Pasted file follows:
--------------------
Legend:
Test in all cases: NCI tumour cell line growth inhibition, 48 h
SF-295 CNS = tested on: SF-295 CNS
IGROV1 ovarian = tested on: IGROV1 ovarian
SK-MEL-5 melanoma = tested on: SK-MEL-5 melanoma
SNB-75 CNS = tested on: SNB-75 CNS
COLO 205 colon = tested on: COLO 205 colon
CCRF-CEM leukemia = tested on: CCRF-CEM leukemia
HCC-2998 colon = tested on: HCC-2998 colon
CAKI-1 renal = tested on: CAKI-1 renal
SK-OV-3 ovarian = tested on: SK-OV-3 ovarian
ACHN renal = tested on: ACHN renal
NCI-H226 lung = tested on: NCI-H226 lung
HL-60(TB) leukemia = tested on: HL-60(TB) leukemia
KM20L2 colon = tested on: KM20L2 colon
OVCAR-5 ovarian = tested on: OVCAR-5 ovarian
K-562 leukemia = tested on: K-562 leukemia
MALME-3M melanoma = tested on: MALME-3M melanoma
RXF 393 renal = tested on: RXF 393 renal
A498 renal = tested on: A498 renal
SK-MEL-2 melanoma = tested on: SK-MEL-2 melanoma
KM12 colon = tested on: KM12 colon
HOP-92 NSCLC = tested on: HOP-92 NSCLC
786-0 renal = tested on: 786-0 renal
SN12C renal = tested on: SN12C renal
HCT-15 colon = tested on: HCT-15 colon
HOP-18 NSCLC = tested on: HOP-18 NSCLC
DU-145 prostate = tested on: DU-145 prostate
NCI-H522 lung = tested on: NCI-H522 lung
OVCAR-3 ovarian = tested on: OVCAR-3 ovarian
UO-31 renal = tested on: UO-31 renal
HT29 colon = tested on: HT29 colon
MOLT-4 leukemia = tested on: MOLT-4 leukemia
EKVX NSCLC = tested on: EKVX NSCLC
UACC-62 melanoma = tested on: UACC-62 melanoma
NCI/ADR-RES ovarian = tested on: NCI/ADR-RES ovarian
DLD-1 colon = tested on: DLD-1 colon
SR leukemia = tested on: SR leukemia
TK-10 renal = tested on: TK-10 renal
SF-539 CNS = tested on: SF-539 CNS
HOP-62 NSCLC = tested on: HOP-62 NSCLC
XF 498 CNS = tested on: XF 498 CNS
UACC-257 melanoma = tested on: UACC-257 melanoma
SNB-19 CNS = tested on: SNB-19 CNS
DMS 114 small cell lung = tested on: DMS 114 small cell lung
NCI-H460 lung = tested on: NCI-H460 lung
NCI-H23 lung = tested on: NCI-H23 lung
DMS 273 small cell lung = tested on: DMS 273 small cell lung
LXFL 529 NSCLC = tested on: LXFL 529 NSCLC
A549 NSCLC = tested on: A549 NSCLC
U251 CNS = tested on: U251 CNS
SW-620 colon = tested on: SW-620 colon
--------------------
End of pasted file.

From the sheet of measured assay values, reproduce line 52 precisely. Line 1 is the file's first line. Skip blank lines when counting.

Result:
SW-620 colon = tested on: SW-620 colon